The transport of lithium batteries is included in the transport of dangerous goods category. Read carefully our recommendations and rules.
The transport of one lithium battery on your flight depends on:
- The configuration and watt-hour capacity (Wh), in the case of rechargeable batteries
- Or the lithium content (LC), in the case of non-rechargeable batteries.
The batteries must be transported as follows:
- The terminals of batteries must be protected against short circuits;
- They are transported in the respective original packaging, or isolated with tape on the terminals, or separately placed in an individual plastic bag:
- Replacement batteries cannot be packed in hold baggage;
- When transported inside equipment (laptops, cameras, mobile phones, etc.) they must be disabled and cannot be accidentally turned on while in hold baggage.
Discover the conditions for other batteries
- These may spill and are therefore considered dangerous cargo, although they may be transported;
- The airline must have been notified in advance, to ensure that the handling requirements are in accordance with the regulations;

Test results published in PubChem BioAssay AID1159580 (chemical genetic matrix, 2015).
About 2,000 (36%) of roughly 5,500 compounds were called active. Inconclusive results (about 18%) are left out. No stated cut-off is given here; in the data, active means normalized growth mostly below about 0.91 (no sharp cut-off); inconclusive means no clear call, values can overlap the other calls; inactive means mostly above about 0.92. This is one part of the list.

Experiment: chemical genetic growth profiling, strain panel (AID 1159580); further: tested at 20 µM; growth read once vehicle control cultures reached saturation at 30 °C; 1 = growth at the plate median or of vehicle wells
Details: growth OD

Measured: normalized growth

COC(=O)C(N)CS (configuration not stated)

- They may be transported as cargo.
- The batteries are considered to be sealed and are not considered dangerous goods;
- They must be thoroughly tested before a manufacturer can label the battery as dry and/or sealed;
- They are not accepted as hold baggage.
Electric wheelchairs contain liquid batteries that can leak, and which are not normally allowed as cabin or hold baggage.
However, since the electric wheelchair belongs to a passenger, it may be transported in the cabin or in the hold. However, the battery must be removed from the wheelchair and transported in a special container.
If a passenger has a wheelchair with a battery containing liquid that could spill, they must arrive early at the airport and inform the check-in desk.